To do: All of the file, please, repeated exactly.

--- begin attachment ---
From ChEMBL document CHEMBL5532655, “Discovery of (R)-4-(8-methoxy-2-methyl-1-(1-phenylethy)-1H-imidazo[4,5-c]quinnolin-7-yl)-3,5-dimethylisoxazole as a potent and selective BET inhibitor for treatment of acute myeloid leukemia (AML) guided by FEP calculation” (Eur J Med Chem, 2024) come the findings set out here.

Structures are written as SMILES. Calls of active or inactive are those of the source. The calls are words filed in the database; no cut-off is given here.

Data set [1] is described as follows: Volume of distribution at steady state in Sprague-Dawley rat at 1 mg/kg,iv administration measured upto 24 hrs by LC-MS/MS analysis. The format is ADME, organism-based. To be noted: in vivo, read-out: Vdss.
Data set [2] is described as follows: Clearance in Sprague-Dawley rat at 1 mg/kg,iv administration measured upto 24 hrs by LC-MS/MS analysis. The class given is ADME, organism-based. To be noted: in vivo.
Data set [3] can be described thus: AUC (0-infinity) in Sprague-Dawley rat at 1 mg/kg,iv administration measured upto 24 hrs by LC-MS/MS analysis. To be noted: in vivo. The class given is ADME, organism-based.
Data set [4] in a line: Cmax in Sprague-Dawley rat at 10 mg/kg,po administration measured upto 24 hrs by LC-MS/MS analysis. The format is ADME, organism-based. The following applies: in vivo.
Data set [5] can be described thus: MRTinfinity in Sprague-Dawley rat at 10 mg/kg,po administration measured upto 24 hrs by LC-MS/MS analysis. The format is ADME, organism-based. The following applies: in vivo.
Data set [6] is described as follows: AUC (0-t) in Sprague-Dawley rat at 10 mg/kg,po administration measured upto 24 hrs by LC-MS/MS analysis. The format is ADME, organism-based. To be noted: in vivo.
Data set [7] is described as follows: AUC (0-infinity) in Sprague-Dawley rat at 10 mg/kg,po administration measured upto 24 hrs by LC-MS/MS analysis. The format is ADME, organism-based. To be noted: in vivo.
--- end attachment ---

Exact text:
From ChEMBL document CHEMBL5532655, “Discovery of (R)-4-(8-methoxy-2-methyl-1-(1-phenylethy)-1H-imidazo[4,5-c]quinnolin-7-yl)-3,5-dimethylisoxazole as a potent and selective BET inhibitor for treatment of acute myeloid leukemia (AML) guided by FEP calculation” (Eur J Med Chem, 2024) come the findings set out here.

Structures are written as SMILES. Calls of active or inactive are those of the source. The calls are words filed in the database; no cut-off is given here.

Data set [1] is described as follows: Volume of distribution at steady state in Sprague-Dawley rat at 1 mg/kg,iv administration measured upto 24 hrs by LC-MS/MS analysis. The format is ADME, organism-based. To be noted: in vivo, read-out: Vdss.
Data set [2] is described as follows: Clearance in Sprague-Dawley rat at 1 mg/kg,iv administration measured upto 24 hrs by LC-MS/MS analysis. The class given is ADME, organism-based. To be noted: in vivo.
Data set [3] can be described thus: AUC (0-infinity) in Sprague-Dawley rat at 1 mg/kg,iv administration measured upto 24 hrs by LC-MS/MS analysis. To be noted: in vivo. The class given is ADME, organism-based.
Data set [4] in a line: Cmax in Sprague-Dawley rat at 10 mg/kg,po administration measured upto 24 hrs by LC-MS/MS analysis. The format is ADME, organism-based. The following applies: in vivo.
Data set [5] can be described thus: MRTinfinity in Sprague-Dawley rat at 10 mg/kg,po administration measured upto 24 hrs by LC-MS/MS analysis. The format is ADME, organism-based. The following applies: in vivo.
Data set [6] is described as follows: AUC (0-t) in Sprague-Dawley rat at 10 mg/kg,po administration measured upto 24 hrs by LC-MS/MS analysis. The format is ADME, organism-based. To be noted: in vivo.
Data set [7] is described as follows: AUC (0-infinity) in Sprague-Dawley rat at 10 mg/kg,po administration measured upto 24 hrs by LC-MS/MS analysis. The format is ADME, organism-based. To be noted: in vivo.